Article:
Black Betty Track Report
By Nick Licata
Going into the ’11 RTTC event, I was optimistic about how well Black Betty would do. Being that it’s decked out with Global West suspension components, I left owner Doug Norrdin in charge of setting up and fine-tuning the suspension — a definite luxury most guys don’t have. Besides, if I start messing with the rebound and compression knobs, I’d probably just screw everything up.
The first competition of the day for my group was the road course. Being that it had rained overnight, the track still had some wet areas, but that didn’t hinder us from hitting the course hard. Besides, I was sporting a fresh set of BFGoodrich rubber, so I was confident the section on the course we jokingly referred to as “Splash Mountain” wouldn’t be much of an issue. Besides, I’ve been waiting a year for this event, so a little river running through the track wasn’t going to ruin my day.
After a few lead-follow laps with the track operators, I was able to get to know the course fairly well. So I hit the track like a bat out of hell on my first timed runs.
Once I got the tires up to temperature, it was apparent the suspension was dialed in. The car never felt loose, nor did it push on corner entry or exit. It just felt very well balanced.
Having recently upgraded to a Wilwood brake system, this was my first time out on a road course with the new brake setup, so I used the first few laps to get acquainted. I left in the BP-10 brake pads (recommended for street and light track use) for the first session and was impressed with how much abuse they could handle. The course wasn’t incredibly fast, but there was one section where I had to really hit the brakes hard, and after a few laps I could tell the pads were getting a little too hot. Fortunately, Wilwood was a major sponsor of the event and had brought along a set of their PolyMatrix H race pads for display, so Wilwood sales and tech consultant Dustin Burr suggested I give them a try for my afternoon session. The nice thing about Wilwood brakes is that changing pads is a very simple process. We borrowed a jack and some tools from our pals over at Chevy High Performance magazine to make the swap, and after quickly bedding in the pads, Dustin got me back in action. The H compound pads are designed for racing and enabled me to brake deeper into the corners.
I got down to a 1:11.8 lap on Sunday, which put me in the top third of the field. I felt pretty good about my times and how well the car performed overall. I have to say, driving on that road course was the most fun I’ve had in the car to date.
Speed Stop Challenge
The second part of the competition for our group was the Baer Speed Stop Challenge. I took my three runs and just hammered the car out of the gate the best I could while trying to keep tire spin to a minimum. Previous braking numbers showed the car has had a best stopping distance of 105 ft in 60-0–mph testing, so I figured at about 80 mph (my max speed during this part of the competition), I would slam on the brakes just past the 200-foot markers (you have to love ABS).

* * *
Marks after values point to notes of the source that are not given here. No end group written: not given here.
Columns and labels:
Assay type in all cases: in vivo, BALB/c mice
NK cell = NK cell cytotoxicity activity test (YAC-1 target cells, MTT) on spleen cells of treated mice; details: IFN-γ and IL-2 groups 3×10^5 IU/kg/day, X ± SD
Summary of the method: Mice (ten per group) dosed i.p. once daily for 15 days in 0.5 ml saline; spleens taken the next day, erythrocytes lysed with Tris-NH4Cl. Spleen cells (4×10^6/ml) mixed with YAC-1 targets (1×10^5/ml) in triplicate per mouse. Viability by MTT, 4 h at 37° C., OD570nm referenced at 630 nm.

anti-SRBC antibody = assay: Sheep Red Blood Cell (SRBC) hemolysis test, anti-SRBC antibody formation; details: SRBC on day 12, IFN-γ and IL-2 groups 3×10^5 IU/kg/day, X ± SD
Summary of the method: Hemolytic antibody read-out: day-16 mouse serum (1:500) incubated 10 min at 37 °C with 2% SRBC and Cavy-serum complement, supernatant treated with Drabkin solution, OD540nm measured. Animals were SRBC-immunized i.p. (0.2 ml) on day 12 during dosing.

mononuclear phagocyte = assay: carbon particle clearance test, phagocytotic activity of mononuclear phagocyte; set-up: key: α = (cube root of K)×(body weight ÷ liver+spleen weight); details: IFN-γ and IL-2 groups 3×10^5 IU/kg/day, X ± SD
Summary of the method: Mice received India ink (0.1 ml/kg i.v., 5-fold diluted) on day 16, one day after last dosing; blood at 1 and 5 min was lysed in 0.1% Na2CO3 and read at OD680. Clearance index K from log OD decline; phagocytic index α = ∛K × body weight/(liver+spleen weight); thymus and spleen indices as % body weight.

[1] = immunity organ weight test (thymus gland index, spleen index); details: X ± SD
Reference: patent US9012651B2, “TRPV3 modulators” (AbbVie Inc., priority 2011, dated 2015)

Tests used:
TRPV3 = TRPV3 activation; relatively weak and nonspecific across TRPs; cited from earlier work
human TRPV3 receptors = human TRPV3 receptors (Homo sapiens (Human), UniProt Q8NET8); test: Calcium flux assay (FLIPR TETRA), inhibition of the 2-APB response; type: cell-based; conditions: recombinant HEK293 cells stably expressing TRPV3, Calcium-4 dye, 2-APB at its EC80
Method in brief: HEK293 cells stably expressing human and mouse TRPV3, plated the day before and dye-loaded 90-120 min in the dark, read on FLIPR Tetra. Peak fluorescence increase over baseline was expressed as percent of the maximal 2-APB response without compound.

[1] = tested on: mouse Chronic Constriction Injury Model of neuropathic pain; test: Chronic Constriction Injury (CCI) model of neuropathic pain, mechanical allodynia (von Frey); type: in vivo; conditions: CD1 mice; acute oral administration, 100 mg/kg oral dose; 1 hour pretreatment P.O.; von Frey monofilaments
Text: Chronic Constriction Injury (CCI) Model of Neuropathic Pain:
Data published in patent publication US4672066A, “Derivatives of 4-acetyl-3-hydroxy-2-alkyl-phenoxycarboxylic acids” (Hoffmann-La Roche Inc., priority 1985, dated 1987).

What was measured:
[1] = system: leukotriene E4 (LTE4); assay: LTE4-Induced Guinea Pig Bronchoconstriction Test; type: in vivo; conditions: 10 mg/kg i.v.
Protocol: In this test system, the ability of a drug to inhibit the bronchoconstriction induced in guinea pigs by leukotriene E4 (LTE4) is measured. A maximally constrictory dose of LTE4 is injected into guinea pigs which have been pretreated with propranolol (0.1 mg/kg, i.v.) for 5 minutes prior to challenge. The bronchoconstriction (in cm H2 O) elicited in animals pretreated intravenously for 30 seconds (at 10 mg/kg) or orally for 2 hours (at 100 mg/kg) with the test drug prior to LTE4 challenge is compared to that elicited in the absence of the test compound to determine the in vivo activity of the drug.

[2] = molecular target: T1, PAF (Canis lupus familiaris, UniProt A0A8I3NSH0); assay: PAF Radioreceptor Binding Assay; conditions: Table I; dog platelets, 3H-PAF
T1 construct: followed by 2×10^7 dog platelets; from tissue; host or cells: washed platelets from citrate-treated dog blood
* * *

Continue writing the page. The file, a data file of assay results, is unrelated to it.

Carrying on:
On the first run, I went too deep and went about 5 feet beyond the stop box. Close, but a DNQ. I was able to stay within the box on the next two runs and ultimately ended up with a best time of 12.576 seconds. Right about then I was wishing I had about 200 more horsepower under the hood. But considering the First Place time was an 11.545 second run, I felt really good about how well the car did.
With 56 cars entered in the autocross, I was able to manage a 15th Place finish. Just like on the road course, I was happy with how well the car did. The suspension was really being taxed, but the car handled great and was very predictable on corner entry and exit. Even when I made a mistake, the car was very forgiving. As of now, it’s loaded with a stock rearend and 3.42 gears, so it’s a little sluggish out of the hole and tight corners. But as I type this little report, there is a Moser 12-bolt stuffed with 3.73s waiting to be installed. That should make a huge difference.
I had hoped to finish a little better on the road course and autocross, but one thing I didn’t count on was how much horsepower the rest of the competitors would be bringing to the table. Compared to many cars in the field, ol’ Black Betty was struggling to keep up in the power department. I just need to remember that this ’01 Camaro is my daily driver. I use it to pick up my boys from school during the week and beat on it pretty good on weekends. But seriously, this car has really performed far above my expectations. And if Project Orange Krate is ready by this time next year, I’ll be armed with well over 600 hp and one pissed off second-gen Camaro.